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The Dangers of Automating Police Investigations

Human reasoning can be flawed and anything built on top of that reasoning will, by definition, also be flawed. As we head full speed into an AI / Machine Learning future – ready or not – I couldn’t help but notice a recent article regarding the creation of a pattern recognition tool called Patternizr by the NYPD to help with the investigative leg work. The goal of the program is to help the NYPD cross reference crimes across precincts, look for patterns in crimes, and help to dramatically speed up the process of finding connections. The data set apparently goes back ten years.

It makes complete sense, provided that the underlying historical data that is being used to “train” the model(s) are as free of bias as possible. In addition, the code of Patternizr must also be free of bias. This is a very real concern. As someone who has had to review other people’s source code, I can tell you that there always needs to be a code review. In fact, Microsoft© has a dedicated team who goes through the source code for their various products to rename and remove offensive variable names and comments before that source code is released.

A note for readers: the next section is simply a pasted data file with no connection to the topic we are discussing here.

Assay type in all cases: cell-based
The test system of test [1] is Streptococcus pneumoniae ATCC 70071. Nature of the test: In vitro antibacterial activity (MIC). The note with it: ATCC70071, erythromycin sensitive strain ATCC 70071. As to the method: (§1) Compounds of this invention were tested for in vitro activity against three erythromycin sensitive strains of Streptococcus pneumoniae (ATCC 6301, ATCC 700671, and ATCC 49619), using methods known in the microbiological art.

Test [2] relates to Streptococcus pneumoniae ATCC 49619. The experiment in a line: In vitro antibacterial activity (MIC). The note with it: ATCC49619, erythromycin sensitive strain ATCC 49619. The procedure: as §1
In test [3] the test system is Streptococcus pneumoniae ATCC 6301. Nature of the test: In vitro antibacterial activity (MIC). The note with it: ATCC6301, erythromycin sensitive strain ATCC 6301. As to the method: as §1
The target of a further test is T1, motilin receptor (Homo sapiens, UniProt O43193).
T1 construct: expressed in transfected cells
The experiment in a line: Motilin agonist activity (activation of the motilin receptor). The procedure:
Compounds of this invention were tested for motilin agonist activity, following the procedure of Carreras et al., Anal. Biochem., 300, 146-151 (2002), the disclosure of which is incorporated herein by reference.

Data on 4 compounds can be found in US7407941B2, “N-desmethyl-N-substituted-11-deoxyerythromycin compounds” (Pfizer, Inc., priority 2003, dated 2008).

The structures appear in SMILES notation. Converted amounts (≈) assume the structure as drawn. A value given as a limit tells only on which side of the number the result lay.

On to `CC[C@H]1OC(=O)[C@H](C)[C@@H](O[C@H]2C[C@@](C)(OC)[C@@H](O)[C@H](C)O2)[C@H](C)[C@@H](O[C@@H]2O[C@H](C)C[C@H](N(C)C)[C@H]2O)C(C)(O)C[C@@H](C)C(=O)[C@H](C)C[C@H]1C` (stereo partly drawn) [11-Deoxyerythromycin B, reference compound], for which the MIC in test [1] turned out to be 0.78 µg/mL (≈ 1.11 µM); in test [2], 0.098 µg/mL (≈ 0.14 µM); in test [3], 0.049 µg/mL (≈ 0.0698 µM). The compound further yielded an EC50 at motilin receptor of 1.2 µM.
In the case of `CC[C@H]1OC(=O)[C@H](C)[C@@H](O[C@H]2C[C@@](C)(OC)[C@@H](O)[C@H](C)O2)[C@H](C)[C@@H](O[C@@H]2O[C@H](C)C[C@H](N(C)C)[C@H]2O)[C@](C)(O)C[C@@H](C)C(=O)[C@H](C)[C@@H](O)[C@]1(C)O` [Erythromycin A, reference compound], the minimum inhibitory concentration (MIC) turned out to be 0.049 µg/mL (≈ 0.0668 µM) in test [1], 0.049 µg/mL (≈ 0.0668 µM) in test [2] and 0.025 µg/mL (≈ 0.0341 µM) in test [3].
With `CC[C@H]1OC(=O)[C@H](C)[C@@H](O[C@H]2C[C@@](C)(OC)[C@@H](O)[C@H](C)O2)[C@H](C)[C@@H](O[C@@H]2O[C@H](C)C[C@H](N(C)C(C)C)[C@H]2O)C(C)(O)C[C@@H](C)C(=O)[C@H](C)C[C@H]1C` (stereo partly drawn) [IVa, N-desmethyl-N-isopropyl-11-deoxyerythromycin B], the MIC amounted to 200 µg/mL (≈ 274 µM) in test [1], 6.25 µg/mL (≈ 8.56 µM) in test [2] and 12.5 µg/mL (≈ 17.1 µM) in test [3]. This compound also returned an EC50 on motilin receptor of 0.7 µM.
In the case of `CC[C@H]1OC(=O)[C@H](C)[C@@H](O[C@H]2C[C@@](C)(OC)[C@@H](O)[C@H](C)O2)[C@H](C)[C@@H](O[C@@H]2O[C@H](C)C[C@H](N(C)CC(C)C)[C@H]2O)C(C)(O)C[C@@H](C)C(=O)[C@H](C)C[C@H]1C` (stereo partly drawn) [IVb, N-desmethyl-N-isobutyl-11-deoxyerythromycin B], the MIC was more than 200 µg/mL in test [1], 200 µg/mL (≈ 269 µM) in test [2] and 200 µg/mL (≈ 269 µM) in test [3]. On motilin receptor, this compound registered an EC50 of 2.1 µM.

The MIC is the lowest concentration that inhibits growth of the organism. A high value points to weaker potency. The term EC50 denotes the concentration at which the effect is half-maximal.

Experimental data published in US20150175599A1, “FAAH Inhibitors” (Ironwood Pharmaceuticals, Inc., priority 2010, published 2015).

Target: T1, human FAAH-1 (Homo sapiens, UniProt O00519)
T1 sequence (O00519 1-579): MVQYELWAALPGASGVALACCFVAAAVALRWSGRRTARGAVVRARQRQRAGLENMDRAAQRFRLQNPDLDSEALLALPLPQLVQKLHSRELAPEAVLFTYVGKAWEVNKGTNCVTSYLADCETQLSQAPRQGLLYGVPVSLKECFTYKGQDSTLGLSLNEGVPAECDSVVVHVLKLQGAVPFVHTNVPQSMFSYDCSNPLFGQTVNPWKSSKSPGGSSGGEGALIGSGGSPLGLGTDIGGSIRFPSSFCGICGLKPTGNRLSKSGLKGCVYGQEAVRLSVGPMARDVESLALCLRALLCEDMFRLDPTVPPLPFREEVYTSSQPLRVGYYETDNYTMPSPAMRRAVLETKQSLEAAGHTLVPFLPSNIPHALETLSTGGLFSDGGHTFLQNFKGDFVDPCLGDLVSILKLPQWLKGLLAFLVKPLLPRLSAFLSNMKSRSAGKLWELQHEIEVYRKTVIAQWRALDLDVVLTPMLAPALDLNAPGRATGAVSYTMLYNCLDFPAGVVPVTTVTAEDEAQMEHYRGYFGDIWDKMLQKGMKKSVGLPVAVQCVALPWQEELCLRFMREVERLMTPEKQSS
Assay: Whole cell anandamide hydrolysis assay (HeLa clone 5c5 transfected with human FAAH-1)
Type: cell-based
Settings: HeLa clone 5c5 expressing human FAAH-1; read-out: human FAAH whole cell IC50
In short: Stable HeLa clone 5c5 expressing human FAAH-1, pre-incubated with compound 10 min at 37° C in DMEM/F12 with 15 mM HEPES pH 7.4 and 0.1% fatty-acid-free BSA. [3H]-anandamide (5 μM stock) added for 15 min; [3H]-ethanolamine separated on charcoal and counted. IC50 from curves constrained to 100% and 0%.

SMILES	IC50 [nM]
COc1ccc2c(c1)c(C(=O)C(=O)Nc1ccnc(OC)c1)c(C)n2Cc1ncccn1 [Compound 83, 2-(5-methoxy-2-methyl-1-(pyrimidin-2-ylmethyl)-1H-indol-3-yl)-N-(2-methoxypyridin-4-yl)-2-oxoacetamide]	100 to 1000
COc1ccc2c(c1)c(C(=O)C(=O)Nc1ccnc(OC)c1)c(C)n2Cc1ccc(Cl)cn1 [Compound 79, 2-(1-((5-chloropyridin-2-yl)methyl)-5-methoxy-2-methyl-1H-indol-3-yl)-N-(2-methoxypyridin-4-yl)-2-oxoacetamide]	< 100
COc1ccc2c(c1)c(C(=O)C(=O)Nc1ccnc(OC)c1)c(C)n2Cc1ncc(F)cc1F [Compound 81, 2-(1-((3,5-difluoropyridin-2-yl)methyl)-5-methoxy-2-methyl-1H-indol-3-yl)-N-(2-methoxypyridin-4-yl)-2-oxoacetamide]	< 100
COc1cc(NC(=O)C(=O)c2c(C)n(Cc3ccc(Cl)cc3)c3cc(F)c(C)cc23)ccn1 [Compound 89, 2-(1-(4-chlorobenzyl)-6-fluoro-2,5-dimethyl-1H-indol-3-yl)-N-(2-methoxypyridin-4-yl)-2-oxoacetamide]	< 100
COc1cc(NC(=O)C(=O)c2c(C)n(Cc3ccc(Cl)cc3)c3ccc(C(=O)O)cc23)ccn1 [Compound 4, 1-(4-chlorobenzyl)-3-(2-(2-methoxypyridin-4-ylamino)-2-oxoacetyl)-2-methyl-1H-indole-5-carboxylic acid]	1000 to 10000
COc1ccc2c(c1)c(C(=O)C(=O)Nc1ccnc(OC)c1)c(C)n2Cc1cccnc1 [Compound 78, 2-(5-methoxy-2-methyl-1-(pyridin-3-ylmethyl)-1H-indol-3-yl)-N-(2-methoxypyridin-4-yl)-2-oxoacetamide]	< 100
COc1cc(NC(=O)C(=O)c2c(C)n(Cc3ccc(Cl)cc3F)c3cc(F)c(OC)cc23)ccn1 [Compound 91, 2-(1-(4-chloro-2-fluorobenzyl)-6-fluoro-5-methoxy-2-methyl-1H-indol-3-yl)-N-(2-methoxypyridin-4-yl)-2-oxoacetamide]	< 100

We’ve read the stories of how flawed the AI / Machine Learning algorithms from Google© and others have been. While those are serious enough issues, it takes on a whole new urgency when we talk about law enforcement utilizing such tools to partially automate the investigative process, as that information will then be handed to prosecutors.

I have concerns and a few questions:

  • Who has vetted the source code for Patternizr?

  • Who has vetted the underlying datasets? Remember, garbage in, garbage out.

  • How closely will the system’s results be monitored?

  • Does the system take into account court rulings that have, in effect, negated previous investigations as they were found to be unconstitutional or in some other way incorrect?

  • Does the system make available, upon request and instantaneously, the sources from which it makes its assumptions?

  • If, at year two, some of the source material is found to be incorrect or not appropriate to be part of the system learning process, will the results from year one be automatically reviewed and shared with all relevant parties – including anyone currently serving a custodial sentence based upon the flawed information?

  • Will this system make detectives less capable and overly reliant on the system?